5 Baby Sleep Myths That Will Make You Surprised

May 14, 2019

Dear parent, have you been searching for baby sleep methodologies and came across with contradictory information? Do you stop searching for advice online and just follow your gut feelings?

Thanks to the Internet, we are able to reach all type of information very easily. However, it is very challenging to distinguish which baby sleep advice is based on the scientific facts and which ones are just myths.

Here are the 5 myths about baby sleep, which doesn't rely on any scientific background:

MYTH #1: Don't let the baby sleep much during the day, so she/he can sleep better at night.

Day sleep increases the quality of night sleep.

This is a very common myth and mostly heard advice from neighbours, grandparents, friends etc. However, insufficient sleep causes sleep problems because baby's body produces adrenalin and cortisol to keep that little body awake and these hormones prevent her/him from sleep at bedtime and wake her/him early in the morning. That's why, if you want your baby to have a good night's sleep, make sure she/he get enough sleep during the day with the naps.

MYTH #2: To get your baby wake up late in the morning, put her/him to bed late at night.

For better night sleep, put your baby to sleep at the right time, make sure you are not too late.

This is very similar to the myth about naps. Parents think or are told that they should delay the bedtime if they want their babies to start the day later. However, these little bodies work just the opposite way and you should move the bedtime earlier if you want the little one to get up later in the morning. Otherwise, the baby will be extremely tired if she/he stays awake until late at night and will produce cortisol and adrenalin (the same hormones in Myth #1) to keep the body awake. These hormones stay up to 8 hours in the baby's body, that's why your baby will most likely wake up several times through the night and probably start the day earlier.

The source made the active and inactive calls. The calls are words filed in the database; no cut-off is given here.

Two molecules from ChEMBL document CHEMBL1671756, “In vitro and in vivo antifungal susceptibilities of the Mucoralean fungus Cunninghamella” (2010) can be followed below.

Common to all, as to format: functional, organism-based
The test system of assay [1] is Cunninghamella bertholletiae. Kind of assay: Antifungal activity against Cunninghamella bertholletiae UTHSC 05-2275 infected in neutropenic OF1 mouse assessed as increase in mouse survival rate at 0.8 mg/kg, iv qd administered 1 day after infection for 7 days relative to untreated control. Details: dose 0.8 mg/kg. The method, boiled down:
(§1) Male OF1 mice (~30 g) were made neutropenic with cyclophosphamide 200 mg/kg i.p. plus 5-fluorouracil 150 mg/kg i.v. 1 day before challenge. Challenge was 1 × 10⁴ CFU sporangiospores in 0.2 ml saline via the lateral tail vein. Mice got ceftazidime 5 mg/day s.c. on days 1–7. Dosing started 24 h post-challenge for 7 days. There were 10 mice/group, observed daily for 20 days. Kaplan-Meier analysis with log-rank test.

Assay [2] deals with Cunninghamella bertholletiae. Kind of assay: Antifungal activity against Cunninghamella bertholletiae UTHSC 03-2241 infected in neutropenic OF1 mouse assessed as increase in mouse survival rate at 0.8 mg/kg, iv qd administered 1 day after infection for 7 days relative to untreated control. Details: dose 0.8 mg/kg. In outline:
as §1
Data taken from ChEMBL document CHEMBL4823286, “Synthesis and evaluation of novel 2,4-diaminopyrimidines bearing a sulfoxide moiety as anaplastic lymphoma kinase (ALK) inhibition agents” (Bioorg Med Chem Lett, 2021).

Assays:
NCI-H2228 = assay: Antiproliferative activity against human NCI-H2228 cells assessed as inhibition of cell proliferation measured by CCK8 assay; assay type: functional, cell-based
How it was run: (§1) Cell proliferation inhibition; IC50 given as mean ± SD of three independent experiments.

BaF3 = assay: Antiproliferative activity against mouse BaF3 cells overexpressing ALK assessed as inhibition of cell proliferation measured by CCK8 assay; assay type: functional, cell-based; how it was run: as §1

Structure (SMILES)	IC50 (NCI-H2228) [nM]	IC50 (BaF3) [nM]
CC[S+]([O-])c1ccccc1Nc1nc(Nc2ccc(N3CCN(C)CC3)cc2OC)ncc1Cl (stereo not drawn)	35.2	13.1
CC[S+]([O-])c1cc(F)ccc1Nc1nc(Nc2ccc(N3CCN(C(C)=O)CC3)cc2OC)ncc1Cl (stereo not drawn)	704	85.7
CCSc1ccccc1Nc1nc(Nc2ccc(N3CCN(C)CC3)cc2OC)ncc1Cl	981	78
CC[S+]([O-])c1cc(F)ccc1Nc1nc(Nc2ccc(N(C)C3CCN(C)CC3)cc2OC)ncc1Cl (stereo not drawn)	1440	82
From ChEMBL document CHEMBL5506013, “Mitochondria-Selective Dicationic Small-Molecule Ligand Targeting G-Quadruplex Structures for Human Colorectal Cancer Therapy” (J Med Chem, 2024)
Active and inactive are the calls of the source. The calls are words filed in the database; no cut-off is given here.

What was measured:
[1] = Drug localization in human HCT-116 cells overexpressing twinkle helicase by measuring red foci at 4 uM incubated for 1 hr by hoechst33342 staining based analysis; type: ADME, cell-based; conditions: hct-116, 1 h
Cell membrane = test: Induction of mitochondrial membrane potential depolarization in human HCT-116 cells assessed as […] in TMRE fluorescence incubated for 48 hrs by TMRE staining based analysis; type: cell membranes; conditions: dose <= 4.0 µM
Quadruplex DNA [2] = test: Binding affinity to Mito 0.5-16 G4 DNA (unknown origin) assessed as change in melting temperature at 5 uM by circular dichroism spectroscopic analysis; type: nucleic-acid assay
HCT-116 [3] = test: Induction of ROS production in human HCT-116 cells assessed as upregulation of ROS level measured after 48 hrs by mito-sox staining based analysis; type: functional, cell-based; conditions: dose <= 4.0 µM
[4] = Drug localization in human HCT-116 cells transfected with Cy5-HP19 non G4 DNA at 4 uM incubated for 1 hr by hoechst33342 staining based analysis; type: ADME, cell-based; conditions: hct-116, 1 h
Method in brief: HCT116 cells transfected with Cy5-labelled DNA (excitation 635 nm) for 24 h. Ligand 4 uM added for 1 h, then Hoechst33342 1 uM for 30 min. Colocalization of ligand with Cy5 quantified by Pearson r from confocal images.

MYTH #3: Keep the lights on at night because babies are afraid of the dark.

Don't turn the lights on at night, babies are not afraid of the dark.

Most often children are not afraid of the dark until they are at the age of 2. Besides, keeping the light on will wake the babies up and disturb their sleep. It is very important that babies sleep in a dark environment because melatonin hormone is produced at dark, which helps babies sleep better and growth hormone is naturally released during sleep. Having said that, if you need to use light during the night, choose red light, as it has a shorter wavelength and doesn't disturb melatonin release and sleep as much as the bright light.

MYTH #4: Colic relief drops help to ease colic symptoms and improve sleep.

Colic relief drops don't help to ease colic symptoms.

It's not known exactly what causes some babies to get colic and there's almost no evidence that any supplement or colic relief drops really work. If you come across with some products claiming that it is proven to help with colic, ask for that proof and the details of the research. Talk to your paediatrician and think twice before you give anything to your little one, other than breastmilk or formula.

MYTH #5: Swaddling is an outdated method used only by undeveloped cultures.

Swaddling is a very helpful technique to calm a crying baby.

It is a fact that swaddling is an age-old practice of wrapping infants in blankets or similar cloths. However, it doesn't mean that it is outdated or doesn't work any more. Babies spend 9 months in the tummy, in a very tight environment. That's why swaddling mimics the tummy and when swaddled, babies feel at 'home'. If not swaddled, babies may get frightened from their own arms and feet and they don't know what to do with these extensions :) Having said that, make sure you pay attention to the safety guidelines while you swaddle your little one.